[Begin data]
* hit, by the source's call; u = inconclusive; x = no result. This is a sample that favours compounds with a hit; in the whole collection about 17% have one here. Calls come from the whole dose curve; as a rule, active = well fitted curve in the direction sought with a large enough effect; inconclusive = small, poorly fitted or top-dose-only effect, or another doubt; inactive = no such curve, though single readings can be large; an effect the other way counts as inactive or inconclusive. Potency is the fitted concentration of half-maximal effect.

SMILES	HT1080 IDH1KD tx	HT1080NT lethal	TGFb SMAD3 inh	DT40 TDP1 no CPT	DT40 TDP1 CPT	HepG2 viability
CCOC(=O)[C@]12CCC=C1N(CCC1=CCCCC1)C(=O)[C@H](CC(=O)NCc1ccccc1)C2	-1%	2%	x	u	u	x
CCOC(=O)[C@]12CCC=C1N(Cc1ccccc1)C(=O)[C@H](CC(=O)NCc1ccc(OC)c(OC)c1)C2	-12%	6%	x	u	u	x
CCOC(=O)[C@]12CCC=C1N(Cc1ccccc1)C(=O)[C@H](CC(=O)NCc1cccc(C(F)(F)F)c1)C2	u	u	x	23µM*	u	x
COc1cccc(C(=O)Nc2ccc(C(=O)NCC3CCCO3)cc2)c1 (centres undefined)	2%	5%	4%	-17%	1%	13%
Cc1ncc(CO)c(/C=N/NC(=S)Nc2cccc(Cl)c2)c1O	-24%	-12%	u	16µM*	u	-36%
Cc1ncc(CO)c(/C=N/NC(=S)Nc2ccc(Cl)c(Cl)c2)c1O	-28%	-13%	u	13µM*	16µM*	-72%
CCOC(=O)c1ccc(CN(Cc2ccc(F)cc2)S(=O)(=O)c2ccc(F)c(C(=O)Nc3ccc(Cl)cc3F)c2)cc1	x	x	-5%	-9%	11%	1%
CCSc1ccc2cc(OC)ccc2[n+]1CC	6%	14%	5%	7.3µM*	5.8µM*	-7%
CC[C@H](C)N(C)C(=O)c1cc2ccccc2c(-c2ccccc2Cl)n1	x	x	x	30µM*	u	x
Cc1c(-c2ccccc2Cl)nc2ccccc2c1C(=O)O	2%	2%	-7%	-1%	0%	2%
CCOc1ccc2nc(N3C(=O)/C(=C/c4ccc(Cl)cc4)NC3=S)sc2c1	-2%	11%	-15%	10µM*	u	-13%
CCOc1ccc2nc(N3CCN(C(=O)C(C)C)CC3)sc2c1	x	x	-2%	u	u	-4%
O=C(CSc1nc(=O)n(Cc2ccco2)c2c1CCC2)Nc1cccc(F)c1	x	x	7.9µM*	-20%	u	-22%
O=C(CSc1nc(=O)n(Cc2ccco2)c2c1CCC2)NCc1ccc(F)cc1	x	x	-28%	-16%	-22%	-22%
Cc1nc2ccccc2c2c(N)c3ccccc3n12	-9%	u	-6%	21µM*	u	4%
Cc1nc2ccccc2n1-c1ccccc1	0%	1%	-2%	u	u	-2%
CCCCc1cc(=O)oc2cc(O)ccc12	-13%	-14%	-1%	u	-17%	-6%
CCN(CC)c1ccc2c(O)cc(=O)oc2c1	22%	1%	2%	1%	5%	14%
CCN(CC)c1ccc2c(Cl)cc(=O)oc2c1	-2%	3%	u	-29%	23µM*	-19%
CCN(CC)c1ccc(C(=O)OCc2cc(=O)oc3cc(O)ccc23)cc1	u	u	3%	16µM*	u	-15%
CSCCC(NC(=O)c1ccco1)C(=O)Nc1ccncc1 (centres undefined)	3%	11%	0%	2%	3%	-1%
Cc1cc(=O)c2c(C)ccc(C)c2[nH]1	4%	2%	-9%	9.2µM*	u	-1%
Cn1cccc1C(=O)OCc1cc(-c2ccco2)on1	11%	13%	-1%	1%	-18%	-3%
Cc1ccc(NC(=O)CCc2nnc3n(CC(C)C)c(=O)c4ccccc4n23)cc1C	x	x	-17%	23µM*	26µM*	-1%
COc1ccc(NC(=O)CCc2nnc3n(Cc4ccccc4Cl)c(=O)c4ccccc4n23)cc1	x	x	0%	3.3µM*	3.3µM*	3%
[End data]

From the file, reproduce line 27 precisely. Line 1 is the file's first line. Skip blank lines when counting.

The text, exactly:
COc1ccc(NC(=O)CCc2nnc3n(Cc4ccccc4Cl)c(=O)c4ccccc4n23)cc1	x	x	0%	3.3µM*	3.3µM*	3%